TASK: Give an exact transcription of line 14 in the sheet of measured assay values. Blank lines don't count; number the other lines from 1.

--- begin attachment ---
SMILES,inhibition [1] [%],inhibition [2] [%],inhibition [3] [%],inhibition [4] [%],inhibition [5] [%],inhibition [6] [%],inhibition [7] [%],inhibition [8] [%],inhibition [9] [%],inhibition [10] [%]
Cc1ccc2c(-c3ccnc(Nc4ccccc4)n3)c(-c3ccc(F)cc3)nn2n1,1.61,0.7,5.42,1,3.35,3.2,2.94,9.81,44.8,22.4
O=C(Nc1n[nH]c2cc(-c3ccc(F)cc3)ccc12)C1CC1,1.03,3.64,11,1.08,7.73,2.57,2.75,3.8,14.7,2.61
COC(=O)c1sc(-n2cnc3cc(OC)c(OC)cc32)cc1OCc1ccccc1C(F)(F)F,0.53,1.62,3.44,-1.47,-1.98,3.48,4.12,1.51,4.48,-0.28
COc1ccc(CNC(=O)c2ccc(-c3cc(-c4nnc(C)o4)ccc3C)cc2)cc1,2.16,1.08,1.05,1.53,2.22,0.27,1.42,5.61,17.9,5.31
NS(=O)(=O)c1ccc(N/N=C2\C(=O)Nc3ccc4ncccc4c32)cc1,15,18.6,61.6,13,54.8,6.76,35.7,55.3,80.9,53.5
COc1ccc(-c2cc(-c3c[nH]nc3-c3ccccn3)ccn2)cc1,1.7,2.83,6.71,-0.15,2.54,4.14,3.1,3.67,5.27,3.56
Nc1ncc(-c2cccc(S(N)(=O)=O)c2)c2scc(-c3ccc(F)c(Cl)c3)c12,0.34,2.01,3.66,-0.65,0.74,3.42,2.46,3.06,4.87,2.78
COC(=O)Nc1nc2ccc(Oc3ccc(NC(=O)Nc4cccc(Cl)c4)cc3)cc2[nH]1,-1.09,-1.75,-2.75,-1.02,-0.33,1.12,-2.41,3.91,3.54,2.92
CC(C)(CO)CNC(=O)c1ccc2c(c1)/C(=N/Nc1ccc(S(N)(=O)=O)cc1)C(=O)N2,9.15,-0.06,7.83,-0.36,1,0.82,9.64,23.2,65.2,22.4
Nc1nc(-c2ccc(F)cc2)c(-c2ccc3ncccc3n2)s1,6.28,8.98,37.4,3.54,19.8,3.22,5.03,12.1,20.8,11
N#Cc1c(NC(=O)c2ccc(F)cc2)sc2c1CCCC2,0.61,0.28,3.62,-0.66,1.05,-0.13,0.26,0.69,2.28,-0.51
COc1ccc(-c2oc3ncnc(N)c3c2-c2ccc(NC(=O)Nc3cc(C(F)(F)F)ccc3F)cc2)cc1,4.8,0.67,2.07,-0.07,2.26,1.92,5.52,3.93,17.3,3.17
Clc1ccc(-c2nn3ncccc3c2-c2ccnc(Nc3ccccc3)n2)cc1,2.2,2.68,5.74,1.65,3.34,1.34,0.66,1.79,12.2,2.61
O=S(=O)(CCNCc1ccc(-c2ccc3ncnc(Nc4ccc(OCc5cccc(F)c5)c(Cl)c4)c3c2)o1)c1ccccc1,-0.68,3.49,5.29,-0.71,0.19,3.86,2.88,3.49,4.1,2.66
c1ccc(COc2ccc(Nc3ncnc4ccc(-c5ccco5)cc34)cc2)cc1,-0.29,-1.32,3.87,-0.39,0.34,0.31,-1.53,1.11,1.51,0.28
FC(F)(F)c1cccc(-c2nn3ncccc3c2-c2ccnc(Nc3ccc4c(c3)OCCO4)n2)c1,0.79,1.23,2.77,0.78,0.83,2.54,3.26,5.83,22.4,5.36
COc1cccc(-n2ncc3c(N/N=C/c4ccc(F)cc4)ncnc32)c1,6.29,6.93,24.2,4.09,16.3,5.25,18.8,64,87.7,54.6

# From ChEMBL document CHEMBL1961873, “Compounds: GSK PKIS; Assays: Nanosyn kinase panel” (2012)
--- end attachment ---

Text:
Clc1ccc(-c2nn3ncccc3c2-c2ccnc(Nc3ccccc3)n2)cc1,2.2,2.68,5.74,1.65,3.34,1.34,0.66,1.79,12.2,2.61